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The New IDE

The Integrated Development Environment (IDE) is what we use to write our programs in - it is the program we're paying our money for really. It is possible to write VB code in notepad and then use the command-line compiler through a DOS prompt, but that's really awkward and not much fun! I never thought of the Visual Studio 6 IDE as being bad, it never really annoyed me (except for when tool windows got in the way) and it did the job fine. But, it's actually using 4 year old interface design methods - look at some of the new features in other programs, and notice that they dont really exist in VB6 or VC++6. So it cant be a bad thing when we get treated to the very best in interface design, can it?

Well, in my opinion the new IDE is the star of the show - having used it for a week or so now it is most definitely an improvement. As much as it is the new features that I'm impressed by. Its the tiny little differences that I've noticed here and there that now having used Visual Studio .Net I wish I could also use in Visual Studio 6. I'll send a bit of time now running through the best new features.

(1) Visual Studio .Net's startup screen

First up, and probably the most noticable change to the IDE is that there is only one. If you have a full version of Visual Studio You'll know that you launch a different program for each language you want to use (VB, VC++, VJ++ etc...), and there would be a different entry in the start-menu for each one. Now there is one, and only one, program to run - Visual Studio .Net. There are additional programs for the supporting tools, and one for the "Combined Help Collection" (a bit like the MSDN library of Visual Studio 6). Once you've loaded the program (very fast) you get a pretty welcome screen and can then get to work on a project of any language you have installed.





(2) Hiding Unwanted information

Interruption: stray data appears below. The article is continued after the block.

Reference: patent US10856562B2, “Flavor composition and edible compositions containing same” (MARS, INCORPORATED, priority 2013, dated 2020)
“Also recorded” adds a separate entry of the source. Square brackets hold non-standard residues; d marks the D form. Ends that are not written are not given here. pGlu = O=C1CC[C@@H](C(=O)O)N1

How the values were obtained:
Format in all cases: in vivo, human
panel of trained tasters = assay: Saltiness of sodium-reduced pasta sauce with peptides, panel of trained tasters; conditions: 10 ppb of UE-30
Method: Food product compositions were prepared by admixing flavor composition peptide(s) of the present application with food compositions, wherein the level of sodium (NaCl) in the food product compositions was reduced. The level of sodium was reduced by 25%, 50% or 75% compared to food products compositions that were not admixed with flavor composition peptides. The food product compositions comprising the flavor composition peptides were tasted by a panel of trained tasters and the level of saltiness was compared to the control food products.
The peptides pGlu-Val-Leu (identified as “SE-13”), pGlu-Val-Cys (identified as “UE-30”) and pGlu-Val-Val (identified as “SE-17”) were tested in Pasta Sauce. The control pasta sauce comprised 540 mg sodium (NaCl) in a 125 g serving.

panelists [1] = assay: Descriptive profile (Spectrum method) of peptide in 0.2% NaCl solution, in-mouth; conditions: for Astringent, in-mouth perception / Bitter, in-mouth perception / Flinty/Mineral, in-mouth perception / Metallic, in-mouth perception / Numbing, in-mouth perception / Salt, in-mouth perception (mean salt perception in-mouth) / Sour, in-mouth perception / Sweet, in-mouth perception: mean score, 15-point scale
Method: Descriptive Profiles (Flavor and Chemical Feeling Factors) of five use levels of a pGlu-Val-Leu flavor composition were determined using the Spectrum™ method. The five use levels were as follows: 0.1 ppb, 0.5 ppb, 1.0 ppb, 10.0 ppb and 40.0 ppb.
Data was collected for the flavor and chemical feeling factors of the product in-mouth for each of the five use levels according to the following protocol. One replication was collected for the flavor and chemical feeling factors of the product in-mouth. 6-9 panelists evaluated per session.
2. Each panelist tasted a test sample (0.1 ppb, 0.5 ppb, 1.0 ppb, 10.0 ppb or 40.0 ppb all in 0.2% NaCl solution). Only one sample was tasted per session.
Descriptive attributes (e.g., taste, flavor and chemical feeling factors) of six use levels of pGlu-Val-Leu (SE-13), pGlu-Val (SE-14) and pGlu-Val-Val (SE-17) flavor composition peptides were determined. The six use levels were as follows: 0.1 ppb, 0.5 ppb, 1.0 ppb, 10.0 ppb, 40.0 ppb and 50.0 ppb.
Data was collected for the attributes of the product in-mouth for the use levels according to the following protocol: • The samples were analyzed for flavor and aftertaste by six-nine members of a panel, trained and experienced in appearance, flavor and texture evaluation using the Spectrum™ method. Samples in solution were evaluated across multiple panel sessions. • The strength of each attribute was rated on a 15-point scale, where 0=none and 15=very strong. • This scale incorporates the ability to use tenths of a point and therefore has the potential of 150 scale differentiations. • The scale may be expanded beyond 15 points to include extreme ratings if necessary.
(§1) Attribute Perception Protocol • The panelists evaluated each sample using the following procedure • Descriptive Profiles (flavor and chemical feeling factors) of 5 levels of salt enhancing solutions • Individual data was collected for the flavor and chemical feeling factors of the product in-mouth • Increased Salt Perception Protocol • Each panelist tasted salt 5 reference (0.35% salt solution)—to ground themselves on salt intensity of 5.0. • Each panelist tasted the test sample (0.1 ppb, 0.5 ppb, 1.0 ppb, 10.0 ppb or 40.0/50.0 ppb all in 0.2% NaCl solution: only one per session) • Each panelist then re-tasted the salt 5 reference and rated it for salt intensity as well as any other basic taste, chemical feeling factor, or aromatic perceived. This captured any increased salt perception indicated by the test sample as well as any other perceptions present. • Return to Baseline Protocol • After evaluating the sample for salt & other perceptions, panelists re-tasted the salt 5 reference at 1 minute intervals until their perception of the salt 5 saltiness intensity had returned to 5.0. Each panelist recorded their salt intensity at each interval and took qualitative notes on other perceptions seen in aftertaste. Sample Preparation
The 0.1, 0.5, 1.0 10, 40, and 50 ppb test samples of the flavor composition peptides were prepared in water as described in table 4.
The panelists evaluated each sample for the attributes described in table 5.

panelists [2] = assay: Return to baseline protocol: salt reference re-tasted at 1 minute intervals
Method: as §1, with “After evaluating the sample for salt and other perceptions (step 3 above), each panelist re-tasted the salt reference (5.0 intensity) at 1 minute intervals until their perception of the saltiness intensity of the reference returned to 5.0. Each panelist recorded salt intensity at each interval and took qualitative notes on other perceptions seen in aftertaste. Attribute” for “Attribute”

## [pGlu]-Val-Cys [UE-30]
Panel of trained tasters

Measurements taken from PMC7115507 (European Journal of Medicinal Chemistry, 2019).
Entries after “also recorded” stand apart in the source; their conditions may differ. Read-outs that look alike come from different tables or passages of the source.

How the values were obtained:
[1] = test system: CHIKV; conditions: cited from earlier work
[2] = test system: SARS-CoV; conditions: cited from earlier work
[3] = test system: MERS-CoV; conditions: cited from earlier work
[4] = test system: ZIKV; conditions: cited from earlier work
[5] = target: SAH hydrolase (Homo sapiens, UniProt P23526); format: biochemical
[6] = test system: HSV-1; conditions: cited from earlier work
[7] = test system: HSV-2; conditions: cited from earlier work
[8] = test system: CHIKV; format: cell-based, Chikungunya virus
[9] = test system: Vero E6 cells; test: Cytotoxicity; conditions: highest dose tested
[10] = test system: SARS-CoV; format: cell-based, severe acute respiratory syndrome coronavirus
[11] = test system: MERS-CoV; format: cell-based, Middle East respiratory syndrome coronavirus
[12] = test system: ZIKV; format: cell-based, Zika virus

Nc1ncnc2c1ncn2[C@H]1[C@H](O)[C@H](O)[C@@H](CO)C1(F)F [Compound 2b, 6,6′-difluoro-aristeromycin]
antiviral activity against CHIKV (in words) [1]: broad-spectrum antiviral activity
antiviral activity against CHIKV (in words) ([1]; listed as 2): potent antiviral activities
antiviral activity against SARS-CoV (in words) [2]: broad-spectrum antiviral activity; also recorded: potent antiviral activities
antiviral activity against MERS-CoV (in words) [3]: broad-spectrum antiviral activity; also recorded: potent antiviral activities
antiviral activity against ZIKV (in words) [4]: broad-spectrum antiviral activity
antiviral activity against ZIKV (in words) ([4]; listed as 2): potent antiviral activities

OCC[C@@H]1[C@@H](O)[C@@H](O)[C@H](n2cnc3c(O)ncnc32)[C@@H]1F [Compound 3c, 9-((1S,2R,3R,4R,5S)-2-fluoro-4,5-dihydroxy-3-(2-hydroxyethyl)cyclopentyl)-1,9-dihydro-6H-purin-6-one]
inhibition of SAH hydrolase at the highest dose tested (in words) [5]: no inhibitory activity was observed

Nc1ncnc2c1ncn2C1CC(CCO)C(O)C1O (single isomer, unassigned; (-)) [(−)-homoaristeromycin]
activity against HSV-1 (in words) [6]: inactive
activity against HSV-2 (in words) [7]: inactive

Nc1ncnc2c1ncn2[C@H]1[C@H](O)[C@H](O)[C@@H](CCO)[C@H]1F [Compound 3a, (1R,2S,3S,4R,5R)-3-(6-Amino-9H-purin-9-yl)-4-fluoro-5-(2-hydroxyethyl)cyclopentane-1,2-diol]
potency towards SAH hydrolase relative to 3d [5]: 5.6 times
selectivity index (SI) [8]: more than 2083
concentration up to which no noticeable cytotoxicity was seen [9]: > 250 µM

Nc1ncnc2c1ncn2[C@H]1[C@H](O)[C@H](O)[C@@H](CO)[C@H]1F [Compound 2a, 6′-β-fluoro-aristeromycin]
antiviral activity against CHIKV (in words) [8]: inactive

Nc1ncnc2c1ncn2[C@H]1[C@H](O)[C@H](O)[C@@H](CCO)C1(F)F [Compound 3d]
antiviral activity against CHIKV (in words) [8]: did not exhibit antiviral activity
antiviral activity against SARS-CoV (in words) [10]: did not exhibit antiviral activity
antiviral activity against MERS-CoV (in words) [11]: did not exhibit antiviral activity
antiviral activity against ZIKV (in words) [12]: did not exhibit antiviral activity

The Second most important change has to be the tool windows. There are upwards of 15 windows displaying various pieces of information and properties that exist in Visual Studio .Net (all the old VB6-like ones and some new ones that were only in VC++6 before), therefore organising these windows is of top priority, and has to be done well. Even though there were only usually 4 additional windows (properties, toolbox, immediate window and project explorer) in most VB6 interfaces, I always felt that this left little space for the actual code-editing, and I often closed the windows to get more space (only to find I needed to get at them quickly to change a property/go to a different file). Click on the image to the right (number 2) to get a better look at what I'm going to be talking about. In order as marked on the screenshot; number 1 is the active document tab - when you have several code windows open they stack up along here (click on them to change), as well as the MSDN help files and the object browser (in this instance). This makes it very easy to jump from file to file with little effort, and you can always see what files you have open, and you can easily jump from the help page to your source code - a very useful feature. Number 2 is shown in 3 places here - in particular, the left, bottom and right sides of the screen. These 3 locations act as docking bays for all the possible windows that exist in the IDE, when you hover over the relevent icon/tab it'll slide out onto the screen (as you can see with the solution-explorer on the right hand side of this screen). This alone is extremely useful, and I've really come to love it (one of the features I'd really like to use in VB6/VC++6 now!), it is possible to stop the windows from being hidden by clicking on the little pin icon in every window, but I personally prefer to hide them. The only annoying thing I've found with this method (and it is minor) is that when I knock my mouse to one side to begin typing it often hits the edge of the screen, displaying the appropriate window - which can see you typing your code into one of the text boxes in the relevent tool window. Third, and finally for this screenshot is number 3 - which at first doesn't look like anything special at all. Look again and you'll notice a small [+] sign in the margin of the code window, if you click on this button (or the box with 3 dots) it'll expand a section of code (in this case a repetative bunch of File-writing calls). This is collapsable code, and can be quite useful once you get used to it, being nothing like anything in VB6 it is quite easy to go about ignoring it and continuing as normal (perfectly acceptable I suppose!). All functions, modules and classes come with a set of [+]'s and [-]'s, so you can "roll up" an entire function if you dont want to look at it, I've found this to be useful when browsing through large projects - hiding entire functions that are either complete, or dont need any work done to them makes browsings the source file very easy indeed.